45 Occupancy Scheduling (continued)
Shut off systems whenever possible Refrain from starting up system for the occasional nighttime user or weekend user Use bypass buttons Unoccupied mode is a major cost saver Simple to implement Simple to track Simple to administer Sometimes the least paid employee is the most costly Janitors working at night with all HVAC running, all fresh air open & lights on Is this required?

46 Occupancy Scheduling (continued)
When running at night for warm up, cool down, or maintaining temperatures, do not ventilate (no outside air) Run static pressure at ½ of normal set points, if it does not affect reheat controls Check to make sure heated areas get full air in unoccupied modes Push unoccupied mode air to where it is needed Set VAV boxes in interior zones to unoccupied with 0 air flow Set VAV boxes with reheat to a high air flow in unoccupied mode, so box will be 100% open during night cycling Air gets to zones needing heat

47 Occupancy Scheduling (continued)
Building electric consumption should show significant energy drop for nights/weekends Signifying setbacks are active on all HVAC systems Base load versus peak loads should be at least 30% difference and as much as 50% with aggressive setbacks Trended data for zone temps should show 5-10oF deviations from set points when setbacks are active during non-shoulder months Winter zone temps should drop down to 60-65oF and summer zone temps should rise to 80-85oF

48 Occupancy Schedule (continued)
Trended data for discharge static pressures should show readings of 0” or at least 50% (half) of normal (occupied) static pressure readings Trended data for main supply/return fan status should indicate “OFF” during unoccupied periods Trended data for VAV boxes occupied status should indicate “Unoccupied” during unoccupied periods Trended data for support systems (reheat pumps, reheat converters, reheat hot water boilers, chillers, towers, pumps, etc) should indicate they are turning off at night, if all areas of the building are also shut down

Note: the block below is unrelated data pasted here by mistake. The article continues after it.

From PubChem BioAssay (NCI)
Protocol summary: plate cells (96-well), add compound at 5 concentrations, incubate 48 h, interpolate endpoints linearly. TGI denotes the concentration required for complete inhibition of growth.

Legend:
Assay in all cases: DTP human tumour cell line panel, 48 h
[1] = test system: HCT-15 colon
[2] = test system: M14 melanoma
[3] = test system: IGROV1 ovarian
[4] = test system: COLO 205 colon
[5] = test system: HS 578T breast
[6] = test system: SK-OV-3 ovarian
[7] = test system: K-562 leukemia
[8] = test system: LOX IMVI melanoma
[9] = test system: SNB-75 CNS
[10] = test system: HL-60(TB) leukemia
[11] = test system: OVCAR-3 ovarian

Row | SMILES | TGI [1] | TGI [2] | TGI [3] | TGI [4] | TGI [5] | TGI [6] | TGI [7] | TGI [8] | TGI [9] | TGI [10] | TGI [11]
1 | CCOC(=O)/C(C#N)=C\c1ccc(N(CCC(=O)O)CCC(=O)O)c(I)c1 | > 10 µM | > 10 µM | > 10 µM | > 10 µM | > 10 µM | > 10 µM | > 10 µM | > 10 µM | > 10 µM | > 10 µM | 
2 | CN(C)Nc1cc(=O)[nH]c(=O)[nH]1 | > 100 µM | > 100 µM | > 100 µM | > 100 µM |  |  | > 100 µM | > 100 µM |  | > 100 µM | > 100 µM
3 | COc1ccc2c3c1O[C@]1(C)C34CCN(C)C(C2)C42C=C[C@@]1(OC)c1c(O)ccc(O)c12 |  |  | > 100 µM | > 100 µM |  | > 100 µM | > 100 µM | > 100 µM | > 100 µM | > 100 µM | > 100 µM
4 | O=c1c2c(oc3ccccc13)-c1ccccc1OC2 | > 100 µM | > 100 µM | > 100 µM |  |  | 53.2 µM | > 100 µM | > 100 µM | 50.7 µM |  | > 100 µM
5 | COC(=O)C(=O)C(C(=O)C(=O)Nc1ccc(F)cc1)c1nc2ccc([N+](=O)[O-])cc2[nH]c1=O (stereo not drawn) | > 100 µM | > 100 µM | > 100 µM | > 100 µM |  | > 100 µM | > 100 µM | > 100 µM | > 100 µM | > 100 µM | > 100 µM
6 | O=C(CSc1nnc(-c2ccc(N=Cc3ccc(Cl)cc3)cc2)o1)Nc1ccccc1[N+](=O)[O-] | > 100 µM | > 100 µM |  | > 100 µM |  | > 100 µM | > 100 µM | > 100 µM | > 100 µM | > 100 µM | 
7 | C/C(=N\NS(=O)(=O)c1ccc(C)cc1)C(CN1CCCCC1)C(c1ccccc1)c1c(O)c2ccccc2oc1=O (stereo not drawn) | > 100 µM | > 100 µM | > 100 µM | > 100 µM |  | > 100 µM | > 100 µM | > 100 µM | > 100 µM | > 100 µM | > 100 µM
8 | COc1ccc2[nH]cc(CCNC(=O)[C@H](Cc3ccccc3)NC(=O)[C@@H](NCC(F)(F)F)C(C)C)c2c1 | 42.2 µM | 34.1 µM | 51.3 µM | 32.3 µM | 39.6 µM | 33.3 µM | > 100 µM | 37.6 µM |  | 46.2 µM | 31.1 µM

49 Occupancy Schedule (continued)
Unoccupied periods should include weekends, holidays and night hours during work week periods If facility has sporadic use periods, this may require additional efforts to succeed at implementing setbacks Make sure the “tail” is not “wagging the dog” – janitors, special events, extreme weather events, overrides, etc How does your organization respond to trouble calls (occupant complaints)? How do you respond? Is the response a “band-aid” or a long-term solution? Overrides on schedules are not long-term solutions

50 Air Handler Data Analysis
4/1/2017 Air Handler Data Analysis Key conditions to look for while analyzing the charts: Unoccupied or 24/7 operation Unoccupied hour setback Lower/higher than expected supply air temperature Excessive outdoor air intake During occupied periods During pre-/pre-cooling periods Significant reheat during summer/cooling season Is the supply fan modulating (if VAV) Higher than normal static pressure Set point and static pressure resets Economizer is not utilized or not working properly

51 Fan Operation During Occupied and Unoccupied Periods

52 Air Handler Data Analysis: Static Pressure
Purpose: Determine whether the static pressure set point is too high or too low Approach: For each air handler, review a plot of the damper positions of all VAV units vs. time Look for situations where: Most dampers are nearly closed during cooling – static pressure too high Several VAV boxes on an air handler have dampers fully open – static pressure is too low and VAV boxes are not able to meet zone loads – starved boxes Dampers are not modulating as conditions change – VAV boxes that are not being controlled or not responding to control signals

53 Zone Heating and Cooling Demands (continued): Example Use of Graphs
Plot of VAV unit dampers vs. time for all VAV units served by an air handler – Very Good Distribution – Most 50% to 75% open